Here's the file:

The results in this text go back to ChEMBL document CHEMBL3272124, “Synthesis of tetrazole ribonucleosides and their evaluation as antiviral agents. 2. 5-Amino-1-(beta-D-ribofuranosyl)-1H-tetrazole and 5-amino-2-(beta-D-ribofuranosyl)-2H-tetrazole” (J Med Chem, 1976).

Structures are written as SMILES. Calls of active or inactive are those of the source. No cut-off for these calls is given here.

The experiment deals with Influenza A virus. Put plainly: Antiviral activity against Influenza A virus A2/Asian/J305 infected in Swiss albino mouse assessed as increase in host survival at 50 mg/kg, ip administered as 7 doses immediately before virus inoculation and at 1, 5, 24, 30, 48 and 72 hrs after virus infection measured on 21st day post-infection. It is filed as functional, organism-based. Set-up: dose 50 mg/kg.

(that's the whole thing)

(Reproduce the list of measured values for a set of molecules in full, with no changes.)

The results in this text go back to ChEMBL document CHEMBL3272124, “Synthesis of tetrazole ribonucleosides and their evaluation as antiviral agents. 2. 5-Amino-1-(beta-D-ribofuranosyl)-1H-tetrazole and 5-amino-2-(beta-D-ribofuranosyl)-2H-tetrazole” (J Med Chem, 1976).

Structures are written as SMILES. Calls of active or inactive are those of the source. No cut-off for these calls is given here.

The experiment deals with Influenza A virus. Put plainly: Antiviral activity against Influenza A virus A2/Asian/J305 infected in Swiss albino mouse assessed as increase in host survival at 50 mg/kg, ip administered as 7 doses immediately before virus inoculation and at 1, 5, 24, 30, 48 and 72 hrs after virus infection measured on 21st day post-infection. It is filed as functional, organism-based. Set-up: dose 50 mg/kg.